Longitudinal assessment of health-related quality of life in osteoporosis: data from the population-based Canadian Multicentre Osteoporosis Study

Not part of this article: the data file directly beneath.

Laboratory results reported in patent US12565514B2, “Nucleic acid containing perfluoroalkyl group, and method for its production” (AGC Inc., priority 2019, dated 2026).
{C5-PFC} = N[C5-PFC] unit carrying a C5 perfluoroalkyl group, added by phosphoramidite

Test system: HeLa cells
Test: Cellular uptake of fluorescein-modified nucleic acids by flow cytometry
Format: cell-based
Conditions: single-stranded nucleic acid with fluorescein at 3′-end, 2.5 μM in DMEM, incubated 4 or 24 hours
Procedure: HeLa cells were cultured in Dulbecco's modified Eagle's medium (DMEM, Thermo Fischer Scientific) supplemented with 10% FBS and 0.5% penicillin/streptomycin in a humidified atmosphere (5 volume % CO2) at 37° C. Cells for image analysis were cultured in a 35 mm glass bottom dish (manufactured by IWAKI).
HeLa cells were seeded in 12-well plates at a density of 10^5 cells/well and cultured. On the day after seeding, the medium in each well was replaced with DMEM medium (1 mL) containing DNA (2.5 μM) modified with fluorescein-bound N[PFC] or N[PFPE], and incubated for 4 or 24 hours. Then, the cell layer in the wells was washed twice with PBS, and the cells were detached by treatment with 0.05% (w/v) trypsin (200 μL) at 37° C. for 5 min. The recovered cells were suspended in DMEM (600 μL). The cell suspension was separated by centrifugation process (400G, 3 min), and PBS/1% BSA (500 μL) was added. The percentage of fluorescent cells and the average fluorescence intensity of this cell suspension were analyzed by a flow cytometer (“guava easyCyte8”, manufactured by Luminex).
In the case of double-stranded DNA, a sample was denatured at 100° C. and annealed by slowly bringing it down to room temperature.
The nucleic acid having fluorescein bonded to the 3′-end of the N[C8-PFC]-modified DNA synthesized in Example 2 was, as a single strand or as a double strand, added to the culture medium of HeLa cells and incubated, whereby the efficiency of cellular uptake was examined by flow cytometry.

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Little is known about the association between health-related quality of life (HRQOL) and osteoporosis in the absence of fracture, and how HRQOL may change over time. This study provides evidence of substantially reduced HRQOL in women and men with self-reported and/or BMD-confirmed osteoporosis, even in the absence of fragility fracture. INTRODUCTION: Fragility fractures have a detrimental effect on the health-related quality of life (HRQOL) of those with osteoporosis. Less is known about the association between HRQOL and osteoporosis in the absence of fracture. METHODS: Canadian Multicentre Osteoporosis Study participants completed the SF-36, a detailed health questionnaire and measures of bone mineral density (BMD) at baseline and follow-up. We report the results of participants ≥ 50 years with 10-year follow-up. Self-reported osteoporosis at baseline and BMD-based osteoporosis at follow-up were ascertained. Multivariable linear regression models were developed for baseline SF-36 domains, component summaries, and change over time, adjusting for relevant baseline information. RESULTS: Baseline data were available for 5266 women and 2112 men. Women in the osteoporosis group had substantially lower SF-36 baseline scores, particularly in the physically oriented domains, than those without osteoporosis. A similar but attenuated pattern was evident for the men. After 10-year follow-up (2797 women and 1023 men), most domain scores dropped for women and men regardless of osteoporosis status, with the exception of mentally-oriented ones. In general, a fragility fracture was associated with lower SF-36 scores and larger declines over time. CONCLUSIONS: This study provides evidence of substantially reduced HRQOL in women and men with self-reported and/or BMD-confirmed osteoporosis, even in the absence of fragility fracture. HRQOL should be thoroughly investigated even prior to fracture, to develop appropriate interventions for all stages of the disease.
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